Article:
Cationic residues in pathogenic anti‐DNA autoantibodies arise by mutations of a germ‐line gene that belongs to a large VH gene subfamily

Theresa L. O'Keefe, Syamal K. Datta, Thereza Imanishi‐Kari*

*Corresponding author for this work

Research output: Contribution to journalArticlepeer-review

45 Scopus citations

Abstract

The F1 progeny of autoimmune NZB and normal SWR mice uniformly develop severe and accelerated lupus nephritis. The (SWR × NZB)F1 mice produce an oligoclonally expanded population of nephritogenic anti‐DNA autoantibodies that share a recurrent cross‐reactive idiotype (Id564), use highly homologous VH genes and surprisingly have the CH region allotype of the normal SWR parent. From extensive library analyses, we isolated 15 SWR germ‐line genes which are most closely related to the pathogenic autoantibody VH564 gene and which also belong to the NPb subfamily of J558 VH genes. We found that the pathogenic VH genes are probably somatic variants of a SWR germ‐line VH gene, SW6—3, and they have several basic amino acid substitutions, in addition to those already present in the SW6—3 germ‐line gene. Since these pathogenic autoantibodies are not detectable in the sera of the normal SWR mice despite the presence of the SW6—3 gene, strong selection and expansion of B cells expressing the SW6—3 VH gene is probably occurring in (SWR × NZB)F1 lupus‐prone mice. We also isolated eight germ‐line genes from the NZB mouse which are homologous to SW6—3. The autoimmune NZB parent that rarely develops nephritis lacks the SW6—3 gene, but has several highly homologous germ‐line VH genes that would encode less cationic antibodies. These results establish a correlation between structure and pathogenic potential of VH genes.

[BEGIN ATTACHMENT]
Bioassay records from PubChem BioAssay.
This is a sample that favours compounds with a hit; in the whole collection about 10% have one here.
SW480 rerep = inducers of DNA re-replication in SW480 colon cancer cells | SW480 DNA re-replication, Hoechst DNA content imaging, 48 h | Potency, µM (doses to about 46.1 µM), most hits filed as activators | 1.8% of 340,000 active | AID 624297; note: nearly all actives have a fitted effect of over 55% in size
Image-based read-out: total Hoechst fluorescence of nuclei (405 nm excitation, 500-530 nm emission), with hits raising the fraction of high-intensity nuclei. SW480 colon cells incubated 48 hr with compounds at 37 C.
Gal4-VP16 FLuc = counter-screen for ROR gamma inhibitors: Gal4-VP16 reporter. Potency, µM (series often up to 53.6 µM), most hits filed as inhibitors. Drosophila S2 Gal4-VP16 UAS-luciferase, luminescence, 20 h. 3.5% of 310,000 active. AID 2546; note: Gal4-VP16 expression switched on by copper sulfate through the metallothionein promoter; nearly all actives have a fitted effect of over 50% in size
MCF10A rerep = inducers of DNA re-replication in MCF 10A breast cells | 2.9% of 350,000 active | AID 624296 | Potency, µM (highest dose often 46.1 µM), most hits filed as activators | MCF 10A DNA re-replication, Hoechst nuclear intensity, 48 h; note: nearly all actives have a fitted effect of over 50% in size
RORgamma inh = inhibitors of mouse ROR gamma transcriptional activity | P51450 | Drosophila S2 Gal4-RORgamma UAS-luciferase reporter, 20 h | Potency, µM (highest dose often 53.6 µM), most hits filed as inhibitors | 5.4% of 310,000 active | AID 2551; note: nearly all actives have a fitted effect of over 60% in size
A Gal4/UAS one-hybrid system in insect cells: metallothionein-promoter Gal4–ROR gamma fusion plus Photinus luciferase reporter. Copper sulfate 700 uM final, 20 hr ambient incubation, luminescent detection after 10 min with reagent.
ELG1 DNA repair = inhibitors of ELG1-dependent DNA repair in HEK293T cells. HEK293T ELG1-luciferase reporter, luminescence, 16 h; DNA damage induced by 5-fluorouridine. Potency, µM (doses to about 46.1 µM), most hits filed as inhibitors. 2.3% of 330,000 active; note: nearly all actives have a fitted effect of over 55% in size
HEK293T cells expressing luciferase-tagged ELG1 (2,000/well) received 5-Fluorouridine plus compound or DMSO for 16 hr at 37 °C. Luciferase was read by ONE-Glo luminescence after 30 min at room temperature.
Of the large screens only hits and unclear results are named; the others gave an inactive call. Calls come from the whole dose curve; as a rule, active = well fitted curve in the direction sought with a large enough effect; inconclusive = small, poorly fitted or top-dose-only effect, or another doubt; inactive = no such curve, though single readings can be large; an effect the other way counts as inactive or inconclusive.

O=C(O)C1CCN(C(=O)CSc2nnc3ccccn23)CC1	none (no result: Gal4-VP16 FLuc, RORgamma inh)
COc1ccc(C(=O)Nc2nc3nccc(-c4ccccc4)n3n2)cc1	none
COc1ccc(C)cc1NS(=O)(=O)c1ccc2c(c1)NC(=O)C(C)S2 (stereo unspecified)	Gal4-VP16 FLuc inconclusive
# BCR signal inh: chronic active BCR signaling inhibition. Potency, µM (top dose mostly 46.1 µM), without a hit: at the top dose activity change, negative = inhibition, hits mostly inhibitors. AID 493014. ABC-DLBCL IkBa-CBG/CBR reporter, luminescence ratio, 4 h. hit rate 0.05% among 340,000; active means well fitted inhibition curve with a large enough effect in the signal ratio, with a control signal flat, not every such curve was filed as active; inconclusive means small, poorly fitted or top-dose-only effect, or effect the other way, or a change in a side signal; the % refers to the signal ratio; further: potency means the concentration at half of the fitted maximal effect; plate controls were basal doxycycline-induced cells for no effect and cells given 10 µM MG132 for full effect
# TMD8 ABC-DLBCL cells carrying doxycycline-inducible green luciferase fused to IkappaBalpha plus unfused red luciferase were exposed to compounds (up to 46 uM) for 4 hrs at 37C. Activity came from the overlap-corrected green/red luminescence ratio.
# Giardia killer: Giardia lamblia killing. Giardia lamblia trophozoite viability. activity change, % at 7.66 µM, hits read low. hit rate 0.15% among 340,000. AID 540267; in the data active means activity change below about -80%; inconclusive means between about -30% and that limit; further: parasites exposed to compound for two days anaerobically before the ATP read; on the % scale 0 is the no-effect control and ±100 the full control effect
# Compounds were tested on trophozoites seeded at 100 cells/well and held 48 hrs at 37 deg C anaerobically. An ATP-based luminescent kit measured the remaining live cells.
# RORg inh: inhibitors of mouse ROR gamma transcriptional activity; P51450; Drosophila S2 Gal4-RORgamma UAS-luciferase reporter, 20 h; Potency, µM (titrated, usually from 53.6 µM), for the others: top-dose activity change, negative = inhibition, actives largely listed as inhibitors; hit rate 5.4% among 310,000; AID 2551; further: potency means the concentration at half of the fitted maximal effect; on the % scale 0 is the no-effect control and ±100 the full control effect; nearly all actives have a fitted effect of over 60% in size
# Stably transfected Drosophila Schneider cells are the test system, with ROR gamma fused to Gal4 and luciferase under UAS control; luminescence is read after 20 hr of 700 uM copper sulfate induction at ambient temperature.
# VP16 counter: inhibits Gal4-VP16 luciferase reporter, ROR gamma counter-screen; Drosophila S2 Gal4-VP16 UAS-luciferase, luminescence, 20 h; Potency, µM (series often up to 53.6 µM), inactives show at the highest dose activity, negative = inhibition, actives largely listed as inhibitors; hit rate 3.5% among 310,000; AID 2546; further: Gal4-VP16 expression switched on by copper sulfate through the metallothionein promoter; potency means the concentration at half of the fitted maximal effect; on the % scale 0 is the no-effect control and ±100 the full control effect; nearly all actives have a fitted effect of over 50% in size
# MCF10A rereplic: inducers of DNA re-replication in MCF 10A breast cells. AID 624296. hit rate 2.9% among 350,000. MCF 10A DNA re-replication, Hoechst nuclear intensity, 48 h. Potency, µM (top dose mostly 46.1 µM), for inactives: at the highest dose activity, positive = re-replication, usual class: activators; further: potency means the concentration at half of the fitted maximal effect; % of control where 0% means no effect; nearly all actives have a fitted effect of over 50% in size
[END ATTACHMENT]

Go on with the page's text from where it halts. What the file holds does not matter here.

Original languageEnglish (US)
Pages (from-to)619-624
Number of pages6
JournalEuropean Journal of Immunology
Volume22
Issue number3
DOIs
StatePublished - Mar 1992

ASJC Scopus subject areas

  • Immunology and Allergy
  • Immunology

Fingerprint Dive into the research topics of 'Cationic residues in pathogenic anti‐DNA autoantibodies arise by mutations of a germ‐line gene that belongs to a large V<sub>H</sub> gene subfamily'. Together they form a unique fingerprint.

Cite this